The demand for buildings and cities to become more liveable, workable and sustainable due to the global push towards net-zero targets combined with population and urbanisation growth, forecasts that the global smart cities market will be valued at $3.6 trillion by 2025.
Governments across the world in progressive locations from Singapore to Helsinki and Zurich, are also now developing ambitious smart city initiatives to hit their own mid-century targets, as called for by The Paris Agreement. Designated city zones known as Smart Quarters are being developed, and entire smart cities that are truly sustainable are being envisioned, with intelligent buildings, cleaner transportation and infrastructures that serve essential human needs such as security, comfort and connectivity.
The rapid evolution of next-generation technologies such as artificial intelligence (AI), personalised healthcare and sustainable energy generation are also key drivers of the smart cities’ future. Furthermore, with cities and their buildings currently accounting for 65% of global energy demand, it is evident that the buildings we construct today are crucial for the evolution of smart cities and our push towards net-zero targets.
Supporting buildings of the future
Intelligent buildings are a vital element to a future where cities become safe, smart and sustainable and building owners can harness and control their own energy usage.
Smart building technology has already helped many thousands of buildings and homes consume energy more efficiently. ABB has supported the construction of the New Development Bank (NDB) Headquarters in Shanghai by installing an intelligent and integrated building controls system, to manage indoor lighting, electric curtains and windows that involve more than 8,000 control circuits. Following the installation, the NBD Headquarters was able to make energy savings of more than 15% compared to conventional systems.
2021 marks a turning point in our collective ability to bring down emissions in our cities, save energy, and speed up the transition to renewable energy with smart buildings and power grids though the convergence of AI and IoT.
As emerging technologies continue to develop, more opportunities arise for buildings to leverage new technological processes and data sources. The concept of using technology to improve our cities and buildings is not a new one, but what is different is that IoT is now enabling us to connect an increasing number of devices which were not connected before. Connectivity really is the key to unleashing the true potential of intelligent buildings, unlocking opportunities for new information from infinite sources to be analyzed and combined, offering a new level of intelligence.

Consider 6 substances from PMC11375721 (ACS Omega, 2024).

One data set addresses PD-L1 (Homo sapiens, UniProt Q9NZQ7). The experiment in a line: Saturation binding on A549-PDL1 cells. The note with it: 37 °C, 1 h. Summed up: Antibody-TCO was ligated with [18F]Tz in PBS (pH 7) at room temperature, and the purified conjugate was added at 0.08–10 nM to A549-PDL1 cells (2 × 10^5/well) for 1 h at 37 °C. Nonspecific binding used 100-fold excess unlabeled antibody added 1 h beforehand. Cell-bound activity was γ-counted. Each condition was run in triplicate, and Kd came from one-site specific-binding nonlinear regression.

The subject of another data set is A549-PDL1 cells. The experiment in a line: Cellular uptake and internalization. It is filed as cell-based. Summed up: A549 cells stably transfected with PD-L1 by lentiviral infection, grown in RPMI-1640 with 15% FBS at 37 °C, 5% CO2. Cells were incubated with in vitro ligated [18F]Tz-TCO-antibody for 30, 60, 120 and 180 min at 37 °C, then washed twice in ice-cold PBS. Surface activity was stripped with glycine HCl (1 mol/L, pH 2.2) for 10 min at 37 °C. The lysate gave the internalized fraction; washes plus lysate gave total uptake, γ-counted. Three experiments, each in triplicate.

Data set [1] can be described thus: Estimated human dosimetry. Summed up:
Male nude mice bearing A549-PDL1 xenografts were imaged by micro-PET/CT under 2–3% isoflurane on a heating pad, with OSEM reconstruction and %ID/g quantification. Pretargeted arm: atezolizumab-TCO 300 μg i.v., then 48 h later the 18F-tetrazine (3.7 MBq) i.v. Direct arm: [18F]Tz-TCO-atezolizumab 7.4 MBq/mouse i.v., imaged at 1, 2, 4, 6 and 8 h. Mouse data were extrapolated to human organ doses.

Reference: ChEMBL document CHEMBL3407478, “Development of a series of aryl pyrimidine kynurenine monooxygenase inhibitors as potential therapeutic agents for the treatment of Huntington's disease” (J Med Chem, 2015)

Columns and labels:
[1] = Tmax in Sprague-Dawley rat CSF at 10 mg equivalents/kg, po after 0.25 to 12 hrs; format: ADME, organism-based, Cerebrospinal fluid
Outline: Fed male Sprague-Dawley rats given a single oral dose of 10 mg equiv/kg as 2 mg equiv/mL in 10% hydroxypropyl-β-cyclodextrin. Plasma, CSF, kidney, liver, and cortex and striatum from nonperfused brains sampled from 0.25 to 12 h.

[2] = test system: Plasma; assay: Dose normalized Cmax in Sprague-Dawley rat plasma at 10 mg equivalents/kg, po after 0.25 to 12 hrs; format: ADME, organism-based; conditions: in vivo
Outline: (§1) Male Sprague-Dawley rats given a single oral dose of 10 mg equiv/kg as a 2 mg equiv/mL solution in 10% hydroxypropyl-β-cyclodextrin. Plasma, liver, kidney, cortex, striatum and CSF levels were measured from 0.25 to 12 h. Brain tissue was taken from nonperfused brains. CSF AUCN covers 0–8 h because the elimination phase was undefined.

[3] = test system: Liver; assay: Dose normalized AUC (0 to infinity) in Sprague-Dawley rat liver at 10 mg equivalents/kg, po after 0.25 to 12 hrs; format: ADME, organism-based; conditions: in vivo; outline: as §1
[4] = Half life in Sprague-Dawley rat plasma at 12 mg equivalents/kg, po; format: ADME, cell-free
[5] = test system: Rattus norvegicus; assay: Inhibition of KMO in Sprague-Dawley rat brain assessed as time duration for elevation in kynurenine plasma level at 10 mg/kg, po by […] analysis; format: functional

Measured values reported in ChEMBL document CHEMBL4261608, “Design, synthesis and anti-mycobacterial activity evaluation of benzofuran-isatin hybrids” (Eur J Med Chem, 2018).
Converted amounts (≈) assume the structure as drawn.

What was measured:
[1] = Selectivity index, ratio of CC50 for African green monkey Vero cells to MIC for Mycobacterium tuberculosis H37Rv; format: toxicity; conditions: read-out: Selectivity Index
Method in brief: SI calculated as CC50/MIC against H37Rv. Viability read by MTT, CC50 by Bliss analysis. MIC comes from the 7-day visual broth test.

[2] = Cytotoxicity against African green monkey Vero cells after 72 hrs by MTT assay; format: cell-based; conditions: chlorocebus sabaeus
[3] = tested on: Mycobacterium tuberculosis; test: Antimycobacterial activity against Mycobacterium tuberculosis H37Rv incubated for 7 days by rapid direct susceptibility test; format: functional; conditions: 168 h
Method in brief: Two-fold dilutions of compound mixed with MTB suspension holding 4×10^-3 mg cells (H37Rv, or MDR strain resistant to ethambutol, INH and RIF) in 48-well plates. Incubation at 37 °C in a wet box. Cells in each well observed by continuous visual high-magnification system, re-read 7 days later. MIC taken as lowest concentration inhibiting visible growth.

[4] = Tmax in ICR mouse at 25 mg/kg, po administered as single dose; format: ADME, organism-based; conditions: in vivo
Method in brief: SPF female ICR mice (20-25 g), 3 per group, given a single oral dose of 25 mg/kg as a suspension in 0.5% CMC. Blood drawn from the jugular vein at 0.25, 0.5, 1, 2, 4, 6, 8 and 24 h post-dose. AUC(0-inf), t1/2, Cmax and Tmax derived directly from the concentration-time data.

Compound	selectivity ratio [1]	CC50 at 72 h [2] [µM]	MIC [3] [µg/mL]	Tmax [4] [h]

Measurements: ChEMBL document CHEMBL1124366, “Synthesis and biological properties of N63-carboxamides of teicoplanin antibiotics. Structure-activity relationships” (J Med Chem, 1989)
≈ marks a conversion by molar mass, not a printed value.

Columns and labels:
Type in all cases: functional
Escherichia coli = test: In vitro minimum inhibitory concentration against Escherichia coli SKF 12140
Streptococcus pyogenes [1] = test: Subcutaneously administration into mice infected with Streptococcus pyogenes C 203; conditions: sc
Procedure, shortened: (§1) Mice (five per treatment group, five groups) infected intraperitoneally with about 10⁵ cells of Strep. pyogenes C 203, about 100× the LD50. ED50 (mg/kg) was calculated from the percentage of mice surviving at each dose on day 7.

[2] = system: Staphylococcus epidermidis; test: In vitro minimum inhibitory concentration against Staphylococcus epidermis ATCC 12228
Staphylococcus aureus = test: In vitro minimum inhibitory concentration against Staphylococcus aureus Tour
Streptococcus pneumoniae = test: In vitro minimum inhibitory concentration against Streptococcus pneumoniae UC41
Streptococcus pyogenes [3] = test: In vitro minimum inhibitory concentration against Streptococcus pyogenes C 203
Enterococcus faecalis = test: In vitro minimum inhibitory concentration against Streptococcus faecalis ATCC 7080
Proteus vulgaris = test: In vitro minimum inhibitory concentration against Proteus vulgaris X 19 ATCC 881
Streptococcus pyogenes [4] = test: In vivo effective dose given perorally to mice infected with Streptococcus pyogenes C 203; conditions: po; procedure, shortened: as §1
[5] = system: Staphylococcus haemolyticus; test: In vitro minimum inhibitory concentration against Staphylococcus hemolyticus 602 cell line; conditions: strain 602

However, it is not just about using new technologies; smart thinking and the optimisation of existing buildings is a key factor when it comes to accelerating the sustainable development of smart cities globally. ABB is working closely with cities and utilities to obtain greater efficiencies from existing infrastructure and build unified, attractive city services as part of a move towards smarter cities. With IoT technologies, older buildings can take full advantage of the data they generate and adjust to how they operate.
One city doing just that is Zaragoza, the capital of Aragon, Spain. The city sought to reduce its total energy consumption by 20% with a focus on four major Zaragoza smart city buildings: the historical Seminario of Zaragoza, which houses City Hall offices, the main City Hall, the main police station and the Technology & Art Center. Advanced energy monitoring was provided through a cloud-based energy management platform to bring the four buildings into compliance with the ISO 50001 standard. As a consequence, Zaragoza was able to fulfill the first steps on its way to compliance, and the collaboration resulted in savings of up to 30% in operational costs.